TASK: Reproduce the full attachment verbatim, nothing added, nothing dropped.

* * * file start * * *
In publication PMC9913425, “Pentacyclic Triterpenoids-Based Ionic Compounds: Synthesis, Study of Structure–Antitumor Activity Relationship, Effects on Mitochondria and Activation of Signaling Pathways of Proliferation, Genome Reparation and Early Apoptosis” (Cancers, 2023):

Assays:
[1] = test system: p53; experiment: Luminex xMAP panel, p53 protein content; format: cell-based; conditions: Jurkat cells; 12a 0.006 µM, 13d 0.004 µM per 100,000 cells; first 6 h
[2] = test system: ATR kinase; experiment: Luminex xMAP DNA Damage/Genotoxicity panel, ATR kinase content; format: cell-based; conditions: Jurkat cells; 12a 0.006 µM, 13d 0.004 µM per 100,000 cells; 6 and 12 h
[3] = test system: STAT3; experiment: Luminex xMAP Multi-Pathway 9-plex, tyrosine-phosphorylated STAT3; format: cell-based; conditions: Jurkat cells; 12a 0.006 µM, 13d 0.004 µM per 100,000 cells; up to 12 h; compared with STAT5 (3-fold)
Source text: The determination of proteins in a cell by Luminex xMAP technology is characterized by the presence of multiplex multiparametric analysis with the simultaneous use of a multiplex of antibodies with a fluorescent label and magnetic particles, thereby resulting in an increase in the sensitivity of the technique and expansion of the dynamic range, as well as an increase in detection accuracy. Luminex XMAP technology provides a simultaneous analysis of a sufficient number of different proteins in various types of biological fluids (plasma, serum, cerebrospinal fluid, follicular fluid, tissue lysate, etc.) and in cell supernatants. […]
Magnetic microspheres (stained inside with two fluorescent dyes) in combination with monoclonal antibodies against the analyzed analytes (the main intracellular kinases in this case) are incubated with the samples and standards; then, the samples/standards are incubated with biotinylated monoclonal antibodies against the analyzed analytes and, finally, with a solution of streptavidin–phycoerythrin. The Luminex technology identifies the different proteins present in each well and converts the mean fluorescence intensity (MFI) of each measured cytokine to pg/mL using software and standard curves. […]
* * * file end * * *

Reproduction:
In publication PMC9913425, “Pentacyclic Triterpenoids-Based Ionic Compounds: Synthesis, Study of Structure–Antitumor Activity Relationship, Effects on Mitochondria and Activation of Signaling Pathways of Proliferation, Genome Reparation and Early Apoptosis” (Cancers, 2023):

Assays:
[1] = test system: p53; experiment: Luminex xMAP panel, p53 protein content; format: cell-based; conditions: Jurkat cells; 12a 0.006 µM, 13d 0.004 µM per 100,000 cells; first 6 h
[2] = test system: ATR kinase; experiment: Luminex xMAP DNA Damage/Genotoxicity panel, ATR kinase content; format: cell-based; conditions: Jurkat cells; 12a 0.006 µM, 13d 0.004 µM per 100,000 cells; 6 and 12 h
[3] = test system: STAT3; experiment: Luminex xMAP Multi-Pathway 9-plex, tyrosine-phosphorylated STAT3; format: cell-based; conditions: Jurkat cells; 12a 0.006 µM, 13d 0.004 µM per 100,000 cells; up to 12 h; compared with STAT5 (3-fold)
Source text: The determination of proteins in a cell by Luminex xMAP technology is characterized by the presence of multiplex multiparametric analysis with the simultaneous use of a multiplex of antibodies with a fluorescent label and magnetic particles, thereby resulting in an increase in the sensitivity of the technique and expansion of the dynamic range, as well as an increase in detection accuracy. Luminex XMAP technology provides a simultaneous analysis of a sufficient number of different proteins in various types of biological fluids (plasma, serum, cerebrospinal fluid, follicular fluid, tissue lysate, etc.) and in cell supernatants. […]
Magnetic microspheres (stained inside with two fluorescent dyes) in combination with monoclonal antibodies against the analyzed analytes (the main intracellular kinases in this case) are incubated with the samples and standards; then, the samples/standards are incubated with biotinylated monoclonal antibodies against the analyzed analytes and, finally, with a solution of streptavidin–phycoerythrin. The Luminex technology identifies the different proteins present in each well and converts the mean fluorescence intensity (MFI) of each measured cytokine to pg/mL using software and standard curves. […]